financial advice, Financial Planning

FAAA gets over 80 per cent member nod

FAAA membership renewals

The FAAA has announced an 80 per cent membership renewal rate, indicating strong support and confidence in the newly merged representative body.

More than 8700 financial advice practitioners have renewed their memberships with the Financial Advice Association Australia (FAAA) with additional practitioners also expected to renew or transfer from the Financial Planning Association (FPA) and the Association of Financial Advisers (AFA).

FAAA chief executive Sarah Abood said the healthy membership renewals represent a strong endorsement of the merger between the FPA and AFA, completed earlier this year.

“The end of the financial year is the first big milestone for membership. This year it was the critical date for windup of the AFA, and many of our members prefer to pay in the previous financial year in any case, for tax reasons,” Abood explained.

“By 30 June 2023, over 8700 members, including over 80 per cent of eligible practitioner members, had renewed across both organisations.

“That such a large percentage of advisers have transferred or renewed their membership is a real vote of confidence in the newly formed FAAA. We are also seeing a number of reinstatement and new membership applications coming through,” she noted.

The FAAA revealed that 1563 heritage members from AFA had successfully transferred to the FAAA, while 7138 practitioners and non-practitioners from the FPA chose to renew their memberships, showing a significant bump in these types of member renewals compared to previous years.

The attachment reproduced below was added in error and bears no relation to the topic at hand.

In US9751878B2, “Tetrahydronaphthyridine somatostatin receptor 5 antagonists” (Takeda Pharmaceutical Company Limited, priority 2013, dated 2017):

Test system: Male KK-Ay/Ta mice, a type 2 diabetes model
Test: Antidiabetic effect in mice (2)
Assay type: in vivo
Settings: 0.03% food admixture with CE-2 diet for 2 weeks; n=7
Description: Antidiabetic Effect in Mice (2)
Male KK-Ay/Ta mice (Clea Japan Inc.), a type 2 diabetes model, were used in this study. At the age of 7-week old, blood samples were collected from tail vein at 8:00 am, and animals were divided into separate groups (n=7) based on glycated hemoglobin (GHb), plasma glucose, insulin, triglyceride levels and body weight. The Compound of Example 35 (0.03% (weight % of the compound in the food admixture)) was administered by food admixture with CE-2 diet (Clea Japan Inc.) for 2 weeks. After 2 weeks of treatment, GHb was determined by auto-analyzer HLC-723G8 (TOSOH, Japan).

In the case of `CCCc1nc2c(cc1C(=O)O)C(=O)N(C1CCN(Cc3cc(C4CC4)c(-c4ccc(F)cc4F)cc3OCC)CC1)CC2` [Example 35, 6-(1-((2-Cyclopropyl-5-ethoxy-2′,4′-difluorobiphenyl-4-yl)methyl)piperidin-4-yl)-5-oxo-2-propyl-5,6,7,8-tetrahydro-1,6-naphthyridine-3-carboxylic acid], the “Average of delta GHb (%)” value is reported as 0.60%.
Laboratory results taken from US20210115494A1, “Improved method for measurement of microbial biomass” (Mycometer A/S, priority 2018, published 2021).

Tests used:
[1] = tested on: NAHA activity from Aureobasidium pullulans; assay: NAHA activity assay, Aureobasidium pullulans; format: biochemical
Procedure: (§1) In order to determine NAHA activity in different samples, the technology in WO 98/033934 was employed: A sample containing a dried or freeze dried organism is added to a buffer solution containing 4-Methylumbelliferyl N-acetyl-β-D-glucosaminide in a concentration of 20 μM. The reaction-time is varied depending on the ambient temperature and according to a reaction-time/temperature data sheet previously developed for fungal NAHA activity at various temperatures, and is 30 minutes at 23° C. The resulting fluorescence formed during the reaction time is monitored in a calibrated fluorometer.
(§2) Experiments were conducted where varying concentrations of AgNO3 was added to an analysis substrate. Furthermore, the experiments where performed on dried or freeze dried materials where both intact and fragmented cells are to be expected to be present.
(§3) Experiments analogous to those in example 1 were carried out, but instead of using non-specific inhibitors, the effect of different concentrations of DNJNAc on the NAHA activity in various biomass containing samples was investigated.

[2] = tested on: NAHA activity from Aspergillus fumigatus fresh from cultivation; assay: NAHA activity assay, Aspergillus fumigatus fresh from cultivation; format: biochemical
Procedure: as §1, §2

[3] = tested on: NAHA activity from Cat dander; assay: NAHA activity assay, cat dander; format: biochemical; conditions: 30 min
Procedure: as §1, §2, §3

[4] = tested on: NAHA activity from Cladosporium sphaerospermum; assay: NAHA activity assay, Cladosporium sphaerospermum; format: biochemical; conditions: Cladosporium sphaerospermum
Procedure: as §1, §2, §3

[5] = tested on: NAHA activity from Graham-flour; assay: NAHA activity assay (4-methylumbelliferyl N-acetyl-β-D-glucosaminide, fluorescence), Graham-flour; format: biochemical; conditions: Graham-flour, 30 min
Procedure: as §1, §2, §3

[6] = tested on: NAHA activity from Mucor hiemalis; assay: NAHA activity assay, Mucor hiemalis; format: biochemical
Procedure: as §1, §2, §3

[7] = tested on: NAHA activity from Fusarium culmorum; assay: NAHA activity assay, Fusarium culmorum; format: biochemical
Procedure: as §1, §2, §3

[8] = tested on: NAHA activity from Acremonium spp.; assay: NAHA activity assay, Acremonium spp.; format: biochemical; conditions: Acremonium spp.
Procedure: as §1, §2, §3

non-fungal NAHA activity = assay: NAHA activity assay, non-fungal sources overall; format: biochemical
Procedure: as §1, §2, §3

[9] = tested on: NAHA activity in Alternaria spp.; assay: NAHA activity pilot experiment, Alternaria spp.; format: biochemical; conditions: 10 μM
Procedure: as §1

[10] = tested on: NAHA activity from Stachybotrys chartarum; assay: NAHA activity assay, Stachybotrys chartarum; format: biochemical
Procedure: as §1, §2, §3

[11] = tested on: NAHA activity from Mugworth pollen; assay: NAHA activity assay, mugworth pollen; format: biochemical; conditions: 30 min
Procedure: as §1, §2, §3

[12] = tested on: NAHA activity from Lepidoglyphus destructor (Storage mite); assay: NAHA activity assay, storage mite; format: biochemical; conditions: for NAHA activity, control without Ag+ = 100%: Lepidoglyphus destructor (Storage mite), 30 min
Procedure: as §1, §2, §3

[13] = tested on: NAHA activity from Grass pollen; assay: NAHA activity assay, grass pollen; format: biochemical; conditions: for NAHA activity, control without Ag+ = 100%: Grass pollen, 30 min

Abood assured AFA members the FAAA will continue to offer the opportunity to transfer and retain their membership start date, but practitioners were reminded renewals after 15 July would incur a late fee.

“We encourage all members to renew as soon as possible. The more members we have, the more strength we have to create better outcomes for the financial advice profession,” she said.

“This is particularly important in advocacy, where there are plenty of issues on the FAAA agenda: including the unreasonable hike in the ASIC (Australian Securities and Investments Commission) industry levy, the continuing consultation with the government on implementing the recommendations of the Quality of Advice Review, the legislation of the experienced pathway and many more.

“We are also very focused on re-growing our profession, with major campaigns highlighting financial advice as a great career choice planned for later this financial year.

“Having a unified voice for the profession, representing the majority of financial advisers in the country, gives us a greater chance of achieving the changes our members are looking for,” she concluded.

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